The clock remains fully functional. The dial and movement were made for this particular case and all three components are original and genuine.
BAWO & DOTTER: Bawo and Dotter, was a major New York importer was located at 30 Barclay Street, NYC. Bawo & Dotter was established in New York City in the 1860s to import porcelain, especially from Limoges. In the early 1870s they established The Elite Works in Limoges, France, to decorate porcelain made by other factories. Their production included table china, decorative pieces and trinket boxes. Bawo & Dotter also had large operations in Austria and Czechoslovakia, with completely different marks. It is important to understand they had agents scattered throughout Europe and many contacts. . . Charles T. Dotter terminated his partnership with Bawo on January 1, 1891. Francis Bawo then hired Charles Jacques in 1895 to run their new clock department because he had experience importing Hall clocks from England. The firm kept the original name of Bawo & Dotter. They added a line of European clocks in 1893. Jacques imported JJ Elliot English movements until 1898, then because of cost Jacques switched to importing German ‘Elite’ movements made by the firm of Mathias Bauerle in St. Georgen in the Black Forest region of Germany. Bauerle went into business in 1863 and later developed a large clock factory for wall, mantel and Hall clocks starting circa 1880. They supplied their 'Elite’ movements to Bawo & Dotter who provided the name Elite on some of the dials, most likely taken from their Elite Limoges China back in the 1860-1870s era. Bawo & Dotter Ltd. would suggest an English firm but I am certain this was their agent in England for exporting German and English items to New York City. Bauerle closed his operation sometime after 1930. He had used the name Peerless, Elite and Embee as logos on his clock movements. As far as tubular chimes I believe that during the time when Charles Jacques was ordering Elliott movements (1895-1898) from England they used Harris and Harrington tubular bells also from London, England. However, during the post 1900 era the tubes were made and supplied to Bawo & Dotter by Roland H. Mayland of New York City. The name Elite MAY also appear on the tubes. Bawo & Dotter closed its doors in 1932. . .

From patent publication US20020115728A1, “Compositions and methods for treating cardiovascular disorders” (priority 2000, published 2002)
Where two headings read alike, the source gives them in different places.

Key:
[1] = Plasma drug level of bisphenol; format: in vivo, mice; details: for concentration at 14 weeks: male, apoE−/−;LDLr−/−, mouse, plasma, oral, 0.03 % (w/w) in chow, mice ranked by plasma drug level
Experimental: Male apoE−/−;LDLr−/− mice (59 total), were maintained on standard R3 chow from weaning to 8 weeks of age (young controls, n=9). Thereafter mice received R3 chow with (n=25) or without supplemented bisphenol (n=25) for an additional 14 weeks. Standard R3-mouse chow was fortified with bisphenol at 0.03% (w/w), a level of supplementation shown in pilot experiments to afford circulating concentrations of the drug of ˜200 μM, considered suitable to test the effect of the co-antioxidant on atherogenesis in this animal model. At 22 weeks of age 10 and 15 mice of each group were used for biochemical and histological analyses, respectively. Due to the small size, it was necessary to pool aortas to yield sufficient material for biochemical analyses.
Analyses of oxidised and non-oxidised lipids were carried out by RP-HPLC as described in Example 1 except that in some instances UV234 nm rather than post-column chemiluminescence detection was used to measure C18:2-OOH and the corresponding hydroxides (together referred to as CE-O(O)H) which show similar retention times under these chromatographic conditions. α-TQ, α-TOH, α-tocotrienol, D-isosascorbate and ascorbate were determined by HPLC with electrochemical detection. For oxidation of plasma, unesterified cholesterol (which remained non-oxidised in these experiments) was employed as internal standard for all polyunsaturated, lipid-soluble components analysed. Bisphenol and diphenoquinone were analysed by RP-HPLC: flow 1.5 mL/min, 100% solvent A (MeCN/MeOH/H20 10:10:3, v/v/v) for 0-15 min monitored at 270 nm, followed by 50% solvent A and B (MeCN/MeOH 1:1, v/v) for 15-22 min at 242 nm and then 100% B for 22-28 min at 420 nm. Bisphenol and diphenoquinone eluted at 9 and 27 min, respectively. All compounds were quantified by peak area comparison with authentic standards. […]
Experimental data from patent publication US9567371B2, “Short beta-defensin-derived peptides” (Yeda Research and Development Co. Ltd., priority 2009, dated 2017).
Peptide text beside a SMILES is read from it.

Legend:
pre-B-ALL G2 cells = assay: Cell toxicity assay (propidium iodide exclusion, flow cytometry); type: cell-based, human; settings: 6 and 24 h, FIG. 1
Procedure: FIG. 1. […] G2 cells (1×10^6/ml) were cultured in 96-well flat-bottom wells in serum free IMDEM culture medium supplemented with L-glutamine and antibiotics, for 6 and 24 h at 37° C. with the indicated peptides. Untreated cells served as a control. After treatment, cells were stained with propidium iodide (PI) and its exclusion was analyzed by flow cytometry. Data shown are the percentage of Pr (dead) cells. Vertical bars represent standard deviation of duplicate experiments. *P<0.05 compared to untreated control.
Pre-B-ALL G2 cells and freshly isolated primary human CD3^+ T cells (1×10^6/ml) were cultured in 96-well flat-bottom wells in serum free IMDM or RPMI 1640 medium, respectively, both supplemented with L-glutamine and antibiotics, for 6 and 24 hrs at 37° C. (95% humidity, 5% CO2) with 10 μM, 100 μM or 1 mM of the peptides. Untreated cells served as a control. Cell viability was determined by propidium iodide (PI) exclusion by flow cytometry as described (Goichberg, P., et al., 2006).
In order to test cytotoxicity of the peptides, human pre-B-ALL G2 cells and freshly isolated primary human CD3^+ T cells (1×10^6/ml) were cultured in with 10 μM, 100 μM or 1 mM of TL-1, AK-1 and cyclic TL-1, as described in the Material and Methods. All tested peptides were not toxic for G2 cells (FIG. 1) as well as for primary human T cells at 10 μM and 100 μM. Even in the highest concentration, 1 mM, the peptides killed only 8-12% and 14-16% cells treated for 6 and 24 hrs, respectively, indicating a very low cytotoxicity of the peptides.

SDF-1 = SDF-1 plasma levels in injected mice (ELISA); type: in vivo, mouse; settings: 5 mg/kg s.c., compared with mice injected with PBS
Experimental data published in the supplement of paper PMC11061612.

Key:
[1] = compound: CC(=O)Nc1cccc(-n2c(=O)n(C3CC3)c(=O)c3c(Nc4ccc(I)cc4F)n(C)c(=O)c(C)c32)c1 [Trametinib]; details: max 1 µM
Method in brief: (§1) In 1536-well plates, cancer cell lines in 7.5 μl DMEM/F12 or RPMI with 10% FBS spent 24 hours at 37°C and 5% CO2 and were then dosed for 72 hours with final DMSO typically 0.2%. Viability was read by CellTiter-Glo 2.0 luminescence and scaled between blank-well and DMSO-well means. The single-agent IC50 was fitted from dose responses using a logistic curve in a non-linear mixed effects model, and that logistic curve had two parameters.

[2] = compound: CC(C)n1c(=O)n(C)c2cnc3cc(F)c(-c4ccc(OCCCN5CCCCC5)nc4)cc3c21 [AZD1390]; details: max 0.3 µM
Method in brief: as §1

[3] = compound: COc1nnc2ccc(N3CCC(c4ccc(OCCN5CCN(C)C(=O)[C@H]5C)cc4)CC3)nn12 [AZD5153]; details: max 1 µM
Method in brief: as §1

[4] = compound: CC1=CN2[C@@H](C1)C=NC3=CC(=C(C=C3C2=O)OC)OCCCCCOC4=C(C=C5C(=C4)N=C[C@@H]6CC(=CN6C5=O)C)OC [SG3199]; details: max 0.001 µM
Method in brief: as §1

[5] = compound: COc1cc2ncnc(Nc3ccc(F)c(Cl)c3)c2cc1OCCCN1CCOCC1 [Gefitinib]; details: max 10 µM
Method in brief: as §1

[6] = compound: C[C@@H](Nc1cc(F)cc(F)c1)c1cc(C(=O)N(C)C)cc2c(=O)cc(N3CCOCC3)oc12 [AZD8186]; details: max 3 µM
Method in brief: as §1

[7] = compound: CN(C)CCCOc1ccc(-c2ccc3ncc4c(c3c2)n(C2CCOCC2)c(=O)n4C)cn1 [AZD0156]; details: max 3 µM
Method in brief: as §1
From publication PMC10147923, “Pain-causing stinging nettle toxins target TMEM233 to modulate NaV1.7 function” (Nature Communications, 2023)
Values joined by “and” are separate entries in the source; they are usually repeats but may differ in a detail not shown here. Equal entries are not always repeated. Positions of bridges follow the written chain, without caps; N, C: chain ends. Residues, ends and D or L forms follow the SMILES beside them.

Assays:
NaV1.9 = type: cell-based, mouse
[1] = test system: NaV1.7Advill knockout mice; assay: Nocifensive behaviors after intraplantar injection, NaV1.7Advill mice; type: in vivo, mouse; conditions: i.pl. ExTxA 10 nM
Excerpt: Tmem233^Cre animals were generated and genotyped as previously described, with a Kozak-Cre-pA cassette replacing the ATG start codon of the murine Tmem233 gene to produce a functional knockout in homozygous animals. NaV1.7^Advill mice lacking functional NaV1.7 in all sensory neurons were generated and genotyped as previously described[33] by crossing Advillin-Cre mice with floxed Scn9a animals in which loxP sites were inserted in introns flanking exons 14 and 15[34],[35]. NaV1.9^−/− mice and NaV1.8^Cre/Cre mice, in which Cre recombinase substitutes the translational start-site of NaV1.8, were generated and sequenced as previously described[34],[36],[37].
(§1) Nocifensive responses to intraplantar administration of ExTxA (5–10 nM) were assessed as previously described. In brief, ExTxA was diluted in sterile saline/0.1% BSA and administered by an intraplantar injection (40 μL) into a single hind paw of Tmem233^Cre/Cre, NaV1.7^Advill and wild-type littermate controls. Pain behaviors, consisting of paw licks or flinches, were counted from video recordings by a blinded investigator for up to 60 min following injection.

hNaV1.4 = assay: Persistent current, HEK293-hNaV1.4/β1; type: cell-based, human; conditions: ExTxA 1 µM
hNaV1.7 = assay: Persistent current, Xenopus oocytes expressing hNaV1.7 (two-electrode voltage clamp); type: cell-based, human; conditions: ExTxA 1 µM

Mathias Bauerle was a clockmaker working out of his home in St. Georgen in the Black Forest region. He founded his company in 1863 and worked out of his home. His clock company developed into a large scale operation circa 1880, shortly afterwards he began to make Hall clocks in Germany. (Walter Durfee, furniture maker of Rhode Island, invented the Hall clock in Providence, R.I. just prior to 1880 and it immediately was popular and a success with the public) His business was continued under the same name until 1938 when it was terminated by World War II. However, Mathias never lived to see that since he died in 1916. His association with Bawo and Dotter is well known. Mathias may well have known their clock agents in Europe. . . COMPARABLES:
**N.B. - https://www.liveauctioneers.com/item/76303444_herschede-mahogany-tall-case-grandfather-clock (This is the model of your clock case, pattern no.99, made by Herschede, with a movement imported from Winterhalder & Hofmeier in Germany. It sold in 2019 for $2000)
https://www.liveauctioneers.com/item/17189932_herschede-model-122-massive-9-tube-mahogany-hall-clock (Sold for $5000 in 2013)
https://www.liveauctioneers.com/item/73048423_durfee-5-tube-hall-clock-tiffany-and-co-ny-hall (Sold in 2019 for $700)
(Sold in 2016 for $8000)
https://www.liveauctioneers.com/item/28050647_herschede-mahogany-grandfather-clock-c-1915 (Sold in 2014 for $4500)
**N.B. - https://www.invaluable.com/auction-lot/herschede-hall-clock-co.-cincinnati-ohio-for-a.e-204443b8a6 (Sold in 2018 for $1500, the Herschede pattern no 99, your model)
The price of these oversize Hall clocks has been dropping over the past dozen years, and there is no end in sight especially with people buying small homes these days. I believe if you were to sell your Hall clock at auction, in today’s marketplace, it would bring in the range of $2000-$2500. At the height of the clock market in 2000 it would have sold for five figures, not four.
I have thrown a good deal of information at you, and I hope you can understand most of it. Herschede made this case and that company sold both to the public directly and to other retail clock and furniture firms as well. If Herschede had sold this clock directly to the public the dial would have had a crown on it between the hemispheres. Bawo and Dotter and Mathias Bauerle were a well-oiled team for selling expensive Hall clocks in New York City and as I have tried to explain that is the manner in which all three names come together in this case. I might add that Herschede started out only buying J.J. Elliot dials/movements for their own cases. Soon, due to cost savings, they switched to using the German firm of Winterhalder & Hofmeier, one of the top four or five German movement and dial makers. (Bauerle was not even in the conversation about top German firms).